They’re positioning themselves as, what are they positioning themselves as? We’re educating people and charging them a lot of money for a degree that may or may not pan out and improve their lives. That’s the message that the general populace hears. That’s maybe untrue of what’s going on, but that’s the marketing that has to be overcome. And asking someone to put their personal reputation and their personal relationships on the line to fundraise for that, one, feels like a real hard sell in that first leg of getting your alum to actually run this thing. But also it feels like a waste of time when that person could probably raise a ton of money for, you know, a local cause that’s better. There’s a big disconnect there in my head.
I think the challenge for universities is to figure out ways to engage alumni in meaningful fundraising activity that will make the alumni feel it’s worthwhile to go out beyond their network of friends that they graduated with and say this is a worthwhile cause, at the same time that a university is trying to be smart about how they market themselves in the community.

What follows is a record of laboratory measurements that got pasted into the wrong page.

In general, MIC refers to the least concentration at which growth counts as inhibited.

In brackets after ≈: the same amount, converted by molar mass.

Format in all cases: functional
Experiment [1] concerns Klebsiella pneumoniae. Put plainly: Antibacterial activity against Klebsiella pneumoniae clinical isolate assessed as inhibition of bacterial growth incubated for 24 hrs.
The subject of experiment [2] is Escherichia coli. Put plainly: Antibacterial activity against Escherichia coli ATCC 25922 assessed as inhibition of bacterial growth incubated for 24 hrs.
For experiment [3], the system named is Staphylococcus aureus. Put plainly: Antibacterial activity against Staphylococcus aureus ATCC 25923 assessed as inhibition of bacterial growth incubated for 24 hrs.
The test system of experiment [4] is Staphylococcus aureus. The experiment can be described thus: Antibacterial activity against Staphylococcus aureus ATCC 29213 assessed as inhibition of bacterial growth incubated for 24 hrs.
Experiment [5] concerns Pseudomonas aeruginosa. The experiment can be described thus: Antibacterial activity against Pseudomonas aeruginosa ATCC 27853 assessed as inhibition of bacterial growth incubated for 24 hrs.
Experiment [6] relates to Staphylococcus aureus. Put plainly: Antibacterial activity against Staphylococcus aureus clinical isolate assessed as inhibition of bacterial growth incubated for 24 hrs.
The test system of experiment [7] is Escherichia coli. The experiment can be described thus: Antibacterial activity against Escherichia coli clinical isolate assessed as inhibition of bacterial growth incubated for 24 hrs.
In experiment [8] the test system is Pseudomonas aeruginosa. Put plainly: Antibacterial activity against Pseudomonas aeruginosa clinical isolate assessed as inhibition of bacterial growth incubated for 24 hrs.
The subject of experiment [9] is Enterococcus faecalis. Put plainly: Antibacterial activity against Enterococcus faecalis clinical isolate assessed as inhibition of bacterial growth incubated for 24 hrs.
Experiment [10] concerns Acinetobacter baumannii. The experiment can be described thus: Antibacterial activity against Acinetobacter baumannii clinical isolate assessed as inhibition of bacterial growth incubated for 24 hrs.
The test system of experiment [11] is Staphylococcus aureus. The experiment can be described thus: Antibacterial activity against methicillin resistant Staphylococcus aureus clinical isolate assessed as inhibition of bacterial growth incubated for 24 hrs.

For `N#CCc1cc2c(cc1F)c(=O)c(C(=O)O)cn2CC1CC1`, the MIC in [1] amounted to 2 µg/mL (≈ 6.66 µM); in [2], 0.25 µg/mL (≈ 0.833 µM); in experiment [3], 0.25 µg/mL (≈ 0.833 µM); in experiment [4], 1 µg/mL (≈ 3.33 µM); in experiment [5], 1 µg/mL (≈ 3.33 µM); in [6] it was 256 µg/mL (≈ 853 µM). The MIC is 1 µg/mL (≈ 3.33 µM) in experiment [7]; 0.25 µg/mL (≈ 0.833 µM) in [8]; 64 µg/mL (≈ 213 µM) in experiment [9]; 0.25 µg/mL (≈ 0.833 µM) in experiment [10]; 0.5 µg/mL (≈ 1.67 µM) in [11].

Because ultimately for the giver, at the end of that journey, they have to reconcile what they’re hearing from a friend versus what they’re seeing in media. And if they have that touch point with your school, it’s likely that it’s about graduating career-ready professionals. And their friend that is an alum is maybe more apt to talk about cancer research or education research or, you know, like really life-changing stuff, but it creates a disconnect because those two things aren’t connected anymore.